Josh Marshall

Josh Marshall is editor and publisher of TalkingPointsMemo.com.

Articles by Josh

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I'm not sure anything better captures the GOP's inability to grasp what's happening to it than the House Freedom Caucus wrestling with how to grapple with the rise of Donald Trump and how to resist his candidacy. Donald Trump is the Freedom Caucus. You might even say, in the beginning was the Freedom Caucus. And then the Freedom Caucus became flesh and walked among us. And his name was Donald Trump.

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The #NeverTrump non-movement has taken a blow, as Rick Perry has apparently taken himself out of contention as the standard bearer of a #NeverTrump third party conservative ticket. A deeper issue is that, remember, Rick Perry was basically drummed out to the 2012 and 2016 elections as something close to a laughing stock. In 2016, he barely rose to the level of a laughingstock since no one was even paying attention. This isn't meant as ridicule. It was a more a matter of expectations: the million term governor of the biggest red state in the country, couldn't even make a respectable showing in a run for president. #NeverTrump looks very much like a vehicle with which DC power brokers take the guys they wanted in the first place but couldn't get through primary process and nominate them by acclamation through what amounts to a GOP in exile.

I want to tell you a weird story about the Trump campaign. Only this one starts before Trump ever announced his candidacy, actually before he even became the national media figure he's been for decades.

Let's go back to the early 1980s in Southern California, a very different place from what it is today. I know it well because I grew up there. Back in the very early 80s, when I was 12 or 13 or 14, I and a number of friends were big fans of a guy named Wally George. George was the originator of what was once called 'combat TV.' His show briefly went nationwide. But he was overtaken by imitators who were more polished, less odd and ungainly. The late and much-better-known Morton Downey Jr successfully took George's schtick nationwide and himself become the pioneer of tabloid daytime talk shows like Geraldo and Jerry Springer. He and especially George also paved the way for Limbaugh, Glenn Beck, O'Reilly and more. In a sense, Stephen Colbert - in his Colbert Report persona - was a direct lineal, if parodic, descendent of Wally George.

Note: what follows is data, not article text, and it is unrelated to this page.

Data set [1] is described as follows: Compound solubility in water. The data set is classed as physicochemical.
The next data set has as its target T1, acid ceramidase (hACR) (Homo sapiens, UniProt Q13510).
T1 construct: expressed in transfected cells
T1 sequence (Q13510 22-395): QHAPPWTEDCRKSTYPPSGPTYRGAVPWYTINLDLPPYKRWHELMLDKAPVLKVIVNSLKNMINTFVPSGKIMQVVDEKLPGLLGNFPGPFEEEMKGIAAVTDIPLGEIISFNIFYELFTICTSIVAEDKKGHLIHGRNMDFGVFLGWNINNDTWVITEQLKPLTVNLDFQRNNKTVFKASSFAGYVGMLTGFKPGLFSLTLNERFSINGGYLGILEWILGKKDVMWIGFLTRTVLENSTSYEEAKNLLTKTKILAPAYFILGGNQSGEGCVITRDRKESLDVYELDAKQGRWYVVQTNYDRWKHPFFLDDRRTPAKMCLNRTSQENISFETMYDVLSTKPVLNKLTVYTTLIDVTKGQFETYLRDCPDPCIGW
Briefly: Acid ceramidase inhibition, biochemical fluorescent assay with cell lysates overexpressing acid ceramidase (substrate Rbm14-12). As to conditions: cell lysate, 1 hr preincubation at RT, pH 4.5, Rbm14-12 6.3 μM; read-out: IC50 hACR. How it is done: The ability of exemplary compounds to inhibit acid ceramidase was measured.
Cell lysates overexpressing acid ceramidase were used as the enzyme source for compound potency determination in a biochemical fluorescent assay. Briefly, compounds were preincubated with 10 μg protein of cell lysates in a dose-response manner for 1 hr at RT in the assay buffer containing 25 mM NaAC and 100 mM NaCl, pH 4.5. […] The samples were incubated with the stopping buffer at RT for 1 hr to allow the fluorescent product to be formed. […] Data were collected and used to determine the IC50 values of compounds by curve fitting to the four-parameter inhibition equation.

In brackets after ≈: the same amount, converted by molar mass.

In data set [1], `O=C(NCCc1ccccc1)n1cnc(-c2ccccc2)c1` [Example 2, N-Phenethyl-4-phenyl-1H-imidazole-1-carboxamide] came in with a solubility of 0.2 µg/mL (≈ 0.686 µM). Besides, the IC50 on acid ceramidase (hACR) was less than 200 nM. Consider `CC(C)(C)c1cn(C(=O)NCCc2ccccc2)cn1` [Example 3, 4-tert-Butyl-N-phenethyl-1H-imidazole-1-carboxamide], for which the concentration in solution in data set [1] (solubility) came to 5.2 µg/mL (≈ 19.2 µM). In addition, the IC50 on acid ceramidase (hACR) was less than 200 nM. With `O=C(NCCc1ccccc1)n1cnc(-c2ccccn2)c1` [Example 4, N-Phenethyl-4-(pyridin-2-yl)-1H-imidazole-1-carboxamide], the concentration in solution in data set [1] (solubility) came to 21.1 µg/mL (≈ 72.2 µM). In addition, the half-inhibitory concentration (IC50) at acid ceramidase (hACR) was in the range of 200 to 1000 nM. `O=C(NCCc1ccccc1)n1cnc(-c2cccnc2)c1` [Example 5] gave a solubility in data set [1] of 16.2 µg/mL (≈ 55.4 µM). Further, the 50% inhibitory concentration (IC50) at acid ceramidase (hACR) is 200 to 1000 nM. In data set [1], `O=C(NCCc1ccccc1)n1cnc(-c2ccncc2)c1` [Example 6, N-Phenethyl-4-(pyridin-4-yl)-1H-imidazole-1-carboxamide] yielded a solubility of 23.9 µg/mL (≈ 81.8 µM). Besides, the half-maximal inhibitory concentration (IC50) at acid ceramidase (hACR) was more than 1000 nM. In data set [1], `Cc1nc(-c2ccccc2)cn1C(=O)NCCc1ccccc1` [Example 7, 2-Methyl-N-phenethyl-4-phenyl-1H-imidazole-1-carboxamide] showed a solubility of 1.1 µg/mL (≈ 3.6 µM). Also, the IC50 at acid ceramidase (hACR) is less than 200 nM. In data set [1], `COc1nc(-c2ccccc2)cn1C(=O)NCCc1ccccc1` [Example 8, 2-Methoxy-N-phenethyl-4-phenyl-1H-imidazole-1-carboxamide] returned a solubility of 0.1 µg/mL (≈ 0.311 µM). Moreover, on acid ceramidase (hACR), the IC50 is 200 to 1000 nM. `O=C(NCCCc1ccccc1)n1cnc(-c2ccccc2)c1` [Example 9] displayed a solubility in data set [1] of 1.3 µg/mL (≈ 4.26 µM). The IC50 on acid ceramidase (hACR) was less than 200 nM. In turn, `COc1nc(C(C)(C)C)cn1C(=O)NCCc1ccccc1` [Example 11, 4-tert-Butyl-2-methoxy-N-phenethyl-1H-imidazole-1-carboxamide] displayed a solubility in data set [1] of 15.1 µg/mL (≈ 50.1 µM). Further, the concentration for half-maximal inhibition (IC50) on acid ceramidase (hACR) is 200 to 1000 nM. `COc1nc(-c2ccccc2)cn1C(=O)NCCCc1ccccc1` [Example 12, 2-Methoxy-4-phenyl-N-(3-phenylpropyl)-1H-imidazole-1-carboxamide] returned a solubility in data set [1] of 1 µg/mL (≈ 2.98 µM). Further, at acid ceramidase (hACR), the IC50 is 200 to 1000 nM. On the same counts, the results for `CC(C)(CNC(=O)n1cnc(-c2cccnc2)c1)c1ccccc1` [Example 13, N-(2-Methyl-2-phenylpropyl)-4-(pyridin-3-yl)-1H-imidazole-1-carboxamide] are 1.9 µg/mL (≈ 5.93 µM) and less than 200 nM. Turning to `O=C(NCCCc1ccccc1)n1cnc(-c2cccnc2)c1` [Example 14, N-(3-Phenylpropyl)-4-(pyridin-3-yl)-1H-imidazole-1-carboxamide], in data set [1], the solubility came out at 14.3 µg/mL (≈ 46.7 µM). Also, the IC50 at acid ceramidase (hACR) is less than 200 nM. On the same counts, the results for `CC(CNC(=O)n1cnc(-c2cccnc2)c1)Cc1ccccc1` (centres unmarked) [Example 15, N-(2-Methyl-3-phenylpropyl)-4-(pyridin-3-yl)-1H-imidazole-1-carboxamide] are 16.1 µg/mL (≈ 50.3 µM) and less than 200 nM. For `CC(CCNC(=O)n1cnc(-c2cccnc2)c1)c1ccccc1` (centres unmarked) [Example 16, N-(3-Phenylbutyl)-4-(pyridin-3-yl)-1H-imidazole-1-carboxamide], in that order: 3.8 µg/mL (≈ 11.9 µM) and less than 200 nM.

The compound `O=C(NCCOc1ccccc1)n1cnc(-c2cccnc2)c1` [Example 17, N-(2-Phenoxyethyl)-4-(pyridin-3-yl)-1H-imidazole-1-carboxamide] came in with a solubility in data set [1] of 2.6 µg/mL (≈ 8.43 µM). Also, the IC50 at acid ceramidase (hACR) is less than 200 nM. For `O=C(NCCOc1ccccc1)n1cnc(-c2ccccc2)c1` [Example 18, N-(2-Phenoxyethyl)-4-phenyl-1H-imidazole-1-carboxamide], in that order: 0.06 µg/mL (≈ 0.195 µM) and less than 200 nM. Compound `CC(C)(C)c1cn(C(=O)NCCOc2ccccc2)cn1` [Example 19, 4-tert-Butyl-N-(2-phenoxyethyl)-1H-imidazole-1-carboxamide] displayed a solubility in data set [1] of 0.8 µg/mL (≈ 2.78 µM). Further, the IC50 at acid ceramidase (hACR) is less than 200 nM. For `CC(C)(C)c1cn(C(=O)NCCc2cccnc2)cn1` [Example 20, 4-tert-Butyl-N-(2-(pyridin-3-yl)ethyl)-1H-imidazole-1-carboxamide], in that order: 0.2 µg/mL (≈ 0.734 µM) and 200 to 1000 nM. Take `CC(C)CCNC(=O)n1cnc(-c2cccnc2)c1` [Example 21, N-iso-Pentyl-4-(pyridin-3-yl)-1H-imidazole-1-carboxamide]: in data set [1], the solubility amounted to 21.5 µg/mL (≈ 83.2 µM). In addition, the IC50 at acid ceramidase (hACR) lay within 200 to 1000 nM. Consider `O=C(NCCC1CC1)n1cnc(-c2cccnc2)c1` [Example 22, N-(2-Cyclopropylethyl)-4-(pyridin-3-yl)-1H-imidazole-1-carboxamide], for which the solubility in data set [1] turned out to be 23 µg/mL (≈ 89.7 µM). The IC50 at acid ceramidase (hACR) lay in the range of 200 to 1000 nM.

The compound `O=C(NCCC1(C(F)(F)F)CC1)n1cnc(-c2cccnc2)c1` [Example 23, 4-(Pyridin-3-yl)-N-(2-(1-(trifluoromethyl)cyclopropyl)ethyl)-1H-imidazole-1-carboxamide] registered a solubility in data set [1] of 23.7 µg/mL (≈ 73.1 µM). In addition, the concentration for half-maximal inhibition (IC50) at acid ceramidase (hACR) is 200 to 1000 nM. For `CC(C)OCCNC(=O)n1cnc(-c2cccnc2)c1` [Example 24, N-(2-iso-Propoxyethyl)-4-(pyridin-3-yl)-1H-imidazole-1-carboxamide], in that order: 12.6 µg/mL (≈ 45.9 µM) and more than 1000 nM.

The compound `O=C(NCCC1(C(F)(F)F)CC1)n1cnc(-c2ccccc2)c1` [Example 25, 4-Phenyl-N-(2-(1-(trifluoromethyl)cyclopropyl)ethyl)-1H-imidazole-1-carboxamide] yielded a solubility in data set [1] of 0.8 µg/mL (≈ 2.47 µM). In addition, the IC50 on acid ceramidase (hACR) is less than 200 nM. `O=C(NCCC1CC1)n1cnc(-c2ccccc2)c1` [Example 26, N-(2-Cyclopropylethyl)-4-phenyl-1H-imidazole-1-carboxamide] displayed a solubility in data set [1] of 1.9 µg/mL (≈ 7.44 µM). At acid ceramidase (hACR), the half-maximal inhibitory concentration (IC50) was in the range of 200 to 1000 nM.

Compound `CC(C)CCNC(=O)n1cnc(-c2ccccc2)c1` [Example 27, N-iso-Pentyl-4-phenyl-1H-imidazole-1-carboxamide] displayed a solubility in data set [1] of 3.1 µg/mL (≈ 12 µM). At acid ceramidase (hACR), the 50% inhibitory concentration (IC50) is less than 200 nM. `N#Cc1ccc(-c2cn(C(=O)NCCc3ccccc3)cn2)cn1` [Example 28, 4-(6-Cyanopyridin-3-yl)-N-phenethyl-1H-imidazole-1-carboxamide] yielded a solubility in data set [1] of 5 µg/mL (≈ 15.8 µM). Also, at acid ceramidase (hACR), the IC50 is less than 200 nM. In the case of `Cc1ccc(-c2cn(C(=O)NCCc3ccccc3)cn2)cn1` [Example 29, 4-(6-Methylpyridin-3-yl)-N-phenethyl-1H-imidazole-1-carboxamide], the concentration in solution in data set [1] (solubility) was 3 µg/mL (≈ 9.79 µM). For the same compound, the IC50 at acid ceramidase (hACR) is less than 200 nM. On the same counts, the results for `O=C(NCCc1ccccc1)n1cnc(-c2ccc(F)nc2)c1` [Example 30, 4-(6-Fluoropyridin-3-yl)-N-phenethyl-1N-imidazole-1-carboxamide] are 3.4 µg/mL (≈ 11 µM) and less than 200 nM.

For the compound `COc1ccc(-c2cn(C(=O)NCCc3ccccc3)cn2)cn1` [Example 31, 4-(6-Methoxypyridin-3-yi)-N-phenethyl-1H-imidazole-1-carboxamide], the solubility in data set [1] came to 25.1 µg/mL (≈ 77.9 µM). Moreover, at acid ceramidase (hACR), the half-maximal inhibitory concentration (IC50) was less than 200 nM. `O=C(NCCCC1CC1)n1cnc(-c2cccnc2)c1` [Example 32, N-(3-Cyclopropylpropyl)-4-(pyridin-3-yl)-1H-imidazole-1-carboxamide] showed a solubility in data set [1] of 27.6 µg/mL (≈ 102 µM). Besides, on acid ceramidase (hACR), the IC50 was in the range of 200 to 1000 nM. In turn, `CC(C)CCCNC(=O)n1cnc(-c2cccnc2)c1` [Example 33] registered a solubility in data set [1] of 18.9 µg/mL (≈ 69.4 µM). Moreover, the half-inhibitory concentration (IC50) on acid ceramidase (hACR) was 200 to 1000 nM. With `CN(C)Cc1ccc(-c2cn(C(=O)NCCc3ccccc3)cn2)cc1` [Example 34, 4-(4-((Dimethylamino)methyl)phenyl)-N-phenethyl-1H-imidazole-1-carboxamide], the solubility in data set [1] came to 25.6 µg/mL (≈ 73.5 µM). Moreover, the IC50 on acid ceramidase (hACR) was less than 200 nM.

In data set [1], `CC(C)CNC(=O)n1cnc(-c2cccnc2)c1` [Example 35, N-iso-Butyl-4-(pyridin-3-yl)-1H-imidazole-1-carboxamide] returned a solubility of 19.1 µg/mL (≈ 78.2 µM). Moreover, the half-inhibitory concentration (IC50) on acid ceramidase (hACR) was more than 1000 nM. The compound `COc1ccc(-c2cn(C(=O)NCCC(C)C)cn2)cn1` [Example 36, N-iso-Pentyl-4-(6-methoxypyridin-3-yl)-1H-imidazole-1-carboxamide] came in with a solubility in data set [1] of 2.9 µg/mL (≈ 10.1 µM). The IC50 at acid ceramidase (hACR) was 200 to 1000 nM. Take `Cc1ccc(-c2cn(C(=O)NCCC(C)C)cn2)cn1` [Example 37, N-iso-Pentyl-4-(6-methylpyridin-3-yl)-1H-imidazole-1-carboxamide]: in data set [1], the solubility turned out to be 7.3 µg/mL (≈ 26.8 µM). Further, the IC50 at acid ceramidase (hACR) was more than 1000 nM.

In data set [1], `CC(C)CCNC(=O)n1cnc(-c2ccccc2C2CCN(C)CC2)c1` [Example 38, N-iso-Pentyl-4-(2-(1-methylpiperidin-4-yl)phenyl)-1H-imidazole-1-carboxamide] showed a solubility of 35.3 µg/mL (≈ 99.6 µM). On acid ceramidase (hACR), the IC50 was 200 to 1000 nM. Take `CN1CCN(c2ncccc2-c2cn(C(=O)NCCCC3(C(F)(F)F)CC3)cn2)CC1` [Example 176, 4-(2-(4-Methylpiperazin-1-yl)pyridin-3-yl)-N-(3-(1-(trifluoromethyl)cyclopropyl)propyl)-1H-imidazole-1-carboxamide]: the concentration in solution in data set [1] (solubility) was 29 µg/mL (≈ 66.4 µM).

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If you look around over the last week there are a number of highly sophisticated Republican voices arguing that Donald Trump is the sort of demagogue and potential strongman our political system was designed to prevent from gaining power in our country. They are portentous and ominous words and true in many respects. But they would be far more credible if so many Republicans - not necessarily the same writers, but countless formal and informal spokespersons including numerous high-ranking elected officials - hadn't spent the last seven years ranting that the temperamentally cautious and cerebral Barack Obama was a 'dictator' who was trampling the constitution.

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There was an apparent replay of the escalating Trump rally violence at a rally in Tucson this afternoon. We're still trying to piece together what happened. But one incident seems oddly reminiscent of the incident in Fayetteville, North Carolina where a Trump supporter sucker punched a protestor as he was being escorted out of the arena. This time another protestor was being escorted out of the arena when a Trump supporter punched him, knocking him to the ground, and then repeatedly kicked him before being restrained by police and himself being escorted out of the arena.

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As you've seen from our reporting, there have been a number of groups of Republicans, generally fairly sad sack, who've met to plot a third party candidacy on the assumption that Trump either cannot or should not be denied the nomination in Cleveland. In the nature of things almost all these embryonic efforts have proceeded on the belief that the independent candidate must be a "movement conservative." But this exposes a key problem with the whole concept - indeed, a key driver of the crisis itself.

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As we've noted, endangered Senate Republicans, especially in the northern tier of the country from Wisconsin over to New Hampshire, are the Achilles Heel of the GOP 'three nos' SCOTUS blockade strategy. Now Sen. Mark Kirk (R-IL), facing a tough reelection battle, has gone from dissenting from the McConnell strategy to going on the attack against his own colleagues, telling a local radio station Friday that GOP senators need to "just man up and cast a vote."